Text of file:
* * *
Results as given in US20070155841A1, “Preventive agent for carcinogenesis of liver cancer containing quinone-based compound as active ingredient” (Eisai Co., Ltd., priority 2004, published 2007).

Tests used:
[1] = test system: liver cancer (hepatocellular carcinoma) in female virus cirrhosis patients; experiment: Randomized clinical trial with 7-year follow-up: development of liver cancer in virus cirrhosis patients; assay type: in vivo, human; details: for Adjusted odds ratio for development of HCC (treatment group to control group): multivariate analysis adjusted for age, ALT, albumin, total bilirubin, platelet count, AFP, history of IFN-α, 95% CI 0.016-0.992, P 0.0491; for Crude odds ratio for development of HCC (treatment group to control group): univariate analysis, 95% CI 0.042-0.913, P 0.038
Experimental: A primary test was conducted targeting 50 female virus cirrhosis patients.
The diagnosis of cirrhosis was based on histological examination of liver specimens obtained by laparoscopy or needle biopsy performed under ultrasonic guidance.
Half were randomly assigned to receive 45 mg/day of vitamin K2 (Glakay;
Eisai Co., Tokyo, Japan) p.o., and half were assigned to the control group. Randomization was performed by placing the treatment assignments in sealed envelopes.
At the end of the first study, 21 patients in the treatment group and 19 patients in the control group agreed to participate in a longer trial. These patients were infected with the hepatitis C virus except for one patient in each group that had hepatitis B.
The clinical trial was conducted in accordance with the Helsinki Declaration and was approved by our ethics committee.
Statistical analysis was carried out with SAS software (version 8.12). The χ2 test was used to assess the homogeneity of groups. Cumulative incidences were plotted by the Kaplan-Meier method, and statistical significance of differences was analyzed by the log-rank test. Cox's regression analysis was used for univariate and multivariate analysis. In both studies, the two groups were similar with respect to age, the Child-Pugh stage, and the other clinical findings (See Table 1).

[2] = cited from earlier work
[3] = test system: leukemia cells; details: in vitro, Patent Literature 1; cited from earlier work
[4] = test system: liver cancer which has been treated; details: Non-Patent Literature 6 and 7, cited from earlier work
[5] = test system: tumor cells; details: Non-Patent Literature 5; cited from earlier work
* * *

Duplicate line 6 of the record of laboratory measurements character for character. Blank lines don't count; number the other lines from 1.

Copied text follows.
Half were randomly assigned to receive 45 mg/day of vitamin K2 (Glakay;